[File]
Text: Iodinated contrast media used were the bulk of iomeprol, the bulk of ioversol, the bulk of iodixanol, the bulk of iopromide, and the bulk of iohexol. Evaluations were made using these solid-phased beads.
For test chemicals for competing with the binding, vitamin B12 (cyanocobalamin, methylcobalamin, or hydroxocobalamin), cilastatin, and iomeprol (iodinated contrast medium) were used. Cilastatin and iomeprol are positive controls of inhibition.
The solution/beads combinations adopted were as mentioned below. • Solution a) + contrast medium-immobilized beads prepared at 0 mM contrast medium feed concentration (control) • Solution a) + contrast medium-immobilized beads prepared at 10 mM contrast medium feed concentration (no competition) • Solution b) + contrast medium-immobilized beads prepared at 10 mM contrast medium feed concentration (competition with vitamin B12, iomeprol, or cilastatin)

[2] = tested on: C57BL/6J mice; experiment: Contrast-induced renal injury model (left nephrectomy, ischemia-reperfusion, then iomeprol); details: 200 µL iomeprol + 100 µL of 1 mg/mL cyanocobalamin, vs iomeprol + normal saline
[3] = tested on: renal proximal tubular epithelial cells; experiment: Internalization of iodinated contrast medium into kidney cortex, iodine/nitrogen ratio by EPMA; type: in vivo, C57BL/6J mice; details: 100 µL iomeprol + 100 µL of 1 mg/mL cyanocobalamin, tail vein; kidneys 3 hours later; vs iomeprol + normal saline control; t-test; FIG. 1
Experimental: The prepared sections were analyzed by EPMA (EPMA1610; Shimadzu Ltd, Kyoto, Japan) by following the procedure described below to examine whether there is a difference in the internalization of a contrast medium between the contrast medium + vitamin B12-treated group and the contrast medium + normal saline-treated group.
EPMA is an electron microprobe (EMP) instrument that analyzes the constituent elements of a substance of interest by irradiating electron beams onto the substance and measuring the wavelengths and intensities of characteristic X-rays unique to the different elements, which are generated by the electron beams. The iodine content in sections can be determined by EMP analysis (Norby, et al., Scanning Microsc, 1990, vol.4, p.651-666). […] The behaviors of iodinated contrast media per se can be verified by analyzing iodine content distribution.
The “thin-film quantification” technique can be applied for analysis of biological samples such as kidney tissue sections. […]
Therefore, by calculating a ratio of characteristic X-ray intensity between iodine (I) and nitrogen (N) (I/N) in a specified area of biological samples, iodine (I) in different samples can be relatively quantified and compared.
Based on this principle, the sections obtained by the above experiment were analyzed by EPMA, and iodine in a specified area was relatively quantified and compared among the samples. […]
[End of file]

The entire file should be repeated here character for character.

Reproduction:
Text: Iodinated contrast media used were the bulk of iomeprol, the bulk of ioversol, the bulk of iodixanol, the bulk of iopromide, and the bulk of iohexol. Evaluations were made using these solid-phased beads.
For test chemicals for competing with the binding, vitamin B12 (cyanocobalamin, methylcobalamin, or hydroxocobalamin), cilastatin, and iomeprol (iodinated contrast medium) were used. Cilastatin and iomeprol are positive controls of inhibition.
The solution/beads combinations adopted were as mentioned below. • Solution a) + contrast medium-immobilized beads prepared at 0 mM contrast medium feed concentration (control) • Solution a) + contrast medium-immobilized beads prepared at 10 mM contrast medium feed concentration (no competition) • Solution b) + contrast medium-immobilized beads prepared at 10 mM contrast medium feed concentration (competition with vitamin B12, iomeprol, or cilastatin)

[2] = tested on: C57BL/6J mice; experiment: Contrast-induced renal injury model (left nephrectomy, ischemia-reperfusion, then iomeprol); details: 200 µL iomeprol + 100 µL of 1 mg/mL cyanocobalamin, vs iomeprol + normal saline
[3] = tested on: renal proximal tubular epithelial cells; experiment: Internalization of iodinated contrast medium into kidney cortex, iodine/nitrogen ratio by EPMA; type: in vivo, C57BL/6J mice; details: 100 µL iomeprol + 100 µL of 1 mg/mL cyanocobalamin, tail vein; kidneys 3 hours later; vs iomeprol + normal saline control; t-test; FIG. 1
Experimental: The prepared sections were analyzed by EPMA (EPMA1610; Shimadzu Ltd, Kyoto, Japan) by following the procedure described below to examine whether there is a difference in the internalization of a contrast medium between the contrast medium + vitamin B12-treated group and the contrast medium + normal saline-treated group.
EPMA is an electron microprobe (EMP) instrument that analyzes the constituent elements of a substance of interest by irradiating electron beams onto the substance and measuring the wavelengths and intensities of characteristic X-rays unique to the different elements, which are generated by the electron beams. The iodine content in sections can be determined by EMP analysis (Norby, et al., Scanning Microsc, 1990, vol.4, p.651-666). […] The behaviors of iodinated contrast media per se can be verified by analyzing iodine content distribution.
The “thin-film quantification” technique can be applied for analysis of biological samples such as kidney tissue sections. […]
Therefore, by calculating a ratio of characteristic X-ray intensity between iodine (I) and nitrogen (N) (I/N) in a specified area of biological samples, iodine (I) in different samples can be relatively quantified and compared.
Based on this principle, the sections obtained by the above experiment were analyzed by EPMA, and iodine in a specified area was relatively quantified and compared among the samples. […]